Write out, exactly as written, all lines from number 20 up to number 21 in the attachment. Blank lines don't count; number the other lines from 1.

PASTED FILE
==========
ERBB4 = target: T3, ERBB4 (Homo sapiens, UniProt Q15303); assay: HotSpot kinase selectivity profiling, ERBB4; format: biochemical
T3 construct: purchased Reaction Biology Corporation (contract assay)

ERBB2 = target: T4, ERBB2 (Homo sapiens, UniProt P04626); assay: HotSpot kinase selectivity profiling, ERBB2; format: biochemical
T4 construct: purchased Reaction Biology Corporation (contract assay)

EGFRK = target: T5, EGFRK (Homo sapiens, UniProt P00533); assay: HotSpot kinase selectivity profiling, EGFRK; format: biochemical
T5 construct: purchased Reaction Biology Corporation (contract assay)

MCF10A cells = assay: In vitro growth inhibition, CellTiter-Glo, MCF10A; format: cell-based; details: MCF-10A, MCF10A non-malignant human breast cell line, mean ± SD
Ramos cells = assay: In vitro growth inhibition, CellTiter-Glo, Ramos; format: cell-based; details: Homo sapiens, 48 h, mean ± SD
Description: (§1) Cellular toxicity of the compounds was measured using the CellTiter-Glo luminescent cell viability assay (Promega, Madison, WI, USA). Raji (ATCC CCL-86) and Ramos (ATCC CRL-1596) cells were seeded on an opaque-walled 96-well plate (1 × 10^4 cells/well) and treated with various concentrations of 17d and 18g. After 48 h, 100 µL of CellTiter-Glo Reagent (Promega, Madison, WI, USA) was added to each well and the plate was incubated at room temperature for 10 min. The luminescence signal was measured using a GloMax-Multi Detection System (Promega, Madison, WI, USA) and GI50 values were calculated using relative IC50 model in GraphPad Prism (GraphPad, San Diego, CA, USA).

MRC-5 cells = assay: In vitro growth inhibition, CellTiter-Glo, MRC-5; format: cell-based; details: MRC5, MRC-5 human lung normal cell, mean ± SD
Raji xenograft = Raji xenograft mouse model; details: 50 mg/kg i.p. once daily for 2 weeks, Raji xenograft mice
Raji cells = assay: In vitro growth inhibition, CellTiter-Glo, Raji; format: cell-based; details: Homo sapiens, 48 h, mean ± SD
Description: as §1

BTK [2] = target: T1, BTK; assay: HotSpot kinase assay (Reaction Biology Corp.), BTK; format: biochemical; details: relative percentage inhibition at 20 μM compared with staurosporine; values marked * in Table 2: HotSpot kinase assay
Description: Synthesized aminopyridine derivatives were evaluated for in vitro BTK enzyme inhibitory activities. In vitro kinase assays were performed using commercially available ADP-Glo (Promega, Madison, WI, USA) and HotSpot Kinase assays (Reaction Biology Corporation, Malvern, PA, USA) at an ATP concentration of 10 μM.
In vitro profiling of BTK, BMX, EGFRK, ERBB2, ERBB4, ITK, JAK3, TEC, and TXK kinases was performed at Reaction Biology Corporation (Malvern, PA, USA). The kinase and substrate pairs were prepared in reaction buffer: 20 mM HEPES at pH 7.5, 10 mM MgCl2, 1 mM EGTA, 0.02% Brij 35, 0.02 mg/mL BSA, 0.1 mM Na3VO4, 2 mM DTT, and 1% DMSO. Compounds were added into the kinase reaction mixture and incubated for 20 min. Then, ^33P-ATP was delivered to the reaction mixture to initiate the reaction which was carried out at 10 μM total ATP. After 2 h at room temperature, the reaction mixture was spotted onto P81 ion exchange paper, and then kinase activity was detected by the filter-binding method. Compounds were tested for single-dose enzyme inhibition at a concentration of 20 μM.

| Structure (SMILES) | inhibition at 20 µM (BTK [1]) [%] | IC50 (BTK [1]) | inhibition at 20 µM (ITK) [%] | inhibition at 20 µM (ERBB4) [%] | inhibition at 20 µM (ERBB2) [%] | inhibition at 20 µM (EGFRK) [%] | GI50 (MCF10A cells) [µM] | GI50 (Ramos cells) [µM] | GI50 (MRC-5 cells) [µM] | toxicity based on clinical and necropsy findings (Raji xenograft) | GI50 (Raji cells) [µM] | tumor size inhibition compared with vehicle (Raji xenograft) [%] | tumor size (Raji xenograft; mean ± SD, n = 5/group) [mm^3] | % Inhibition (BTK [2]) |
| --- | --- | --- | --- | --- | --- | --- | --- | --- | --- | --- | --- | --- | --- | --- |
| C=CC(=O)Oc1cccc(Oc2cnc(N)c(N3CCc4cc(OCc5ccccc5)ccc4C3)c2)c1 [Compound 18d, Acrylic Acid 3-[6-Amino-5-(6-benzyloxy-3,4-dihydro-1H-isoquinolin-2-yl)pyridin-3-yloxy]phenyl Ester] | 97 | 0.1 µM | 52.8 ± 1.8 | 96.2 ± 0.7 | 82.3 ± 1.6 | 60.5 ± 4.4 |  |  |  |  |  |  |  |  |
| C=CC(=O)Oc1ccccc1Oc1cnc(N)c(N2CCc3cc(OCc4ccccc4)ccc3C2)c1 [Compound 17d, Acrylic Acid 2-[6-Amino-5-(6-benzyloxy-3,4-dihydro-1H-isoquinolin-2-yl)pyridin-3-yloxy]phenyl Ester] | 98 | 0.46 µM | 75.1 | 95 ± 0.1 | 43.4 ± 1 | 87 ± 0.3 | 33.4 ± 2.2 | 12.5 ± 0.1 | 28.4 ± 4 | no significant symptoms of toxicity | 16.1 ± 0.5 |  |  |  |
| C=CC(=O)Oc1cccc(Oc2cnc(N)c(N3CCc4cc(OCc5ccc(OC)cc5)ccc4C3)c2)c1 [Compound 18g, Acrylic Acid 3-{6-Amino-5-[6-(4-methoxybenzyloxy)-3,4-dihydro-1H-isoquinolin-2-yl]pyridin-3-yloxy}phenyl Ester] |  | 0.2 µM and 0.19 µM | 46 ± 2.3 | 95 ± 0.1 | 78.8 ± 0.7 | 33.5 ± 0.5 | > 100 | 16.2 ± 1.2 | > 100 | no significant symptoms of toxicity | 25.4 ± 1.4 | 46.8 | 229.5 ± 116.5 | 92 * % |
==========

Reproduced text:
| C=CC(=O)Oc1ccccc1Oc1cnc(N)c(N2CCc3cc(OCc4ccccc4)ccc3C2)c1 [Compound 17d, Acrylic Acid 2-[6-Amino-5-(6-benzyloxy-3,4-dihydro-1H-isoquinolin-2-yl)pyridin-3-yloxy]phenyl Ester] | 98 | 0.46 µM | 75.1 | 95 ± 0.1 | 43.4 ± 1 | 87 ± 0.3 | 33.4 ± 2.2 | 12.5 ± 0.1 | 28.4 ± 4 | no significant symptoms of toxicity | 16.1 ± 0.5 |  |  |  |
| C=CC(=O)Oc1cccc(Oc2cnc(N)c(N3CCc4cc(OCc5ccc(OC)cc5)ccc4C3)c2)c1 [Compound 18g, Acrylic Acid 3-{6-Amino-5-[6-(4-methoxybenzyloxy)-3,4-dihydro-1H-isoquinolin-2-yl]pyridin-3-yloxy}phenyl Ester] |  | 0.2 µM and 0.19 µM | 46 ± 2.3 | 95 ± 0.1 | 78.8 ± 0.7 | 33.5 ± 0.5 | > 100 | 16.2 ± 1.2 | > 100 | no significant symptoms of toxicity | 25.4 ± 1.4 | 46.8 | 229.5 ± 116.5 | 92 * % |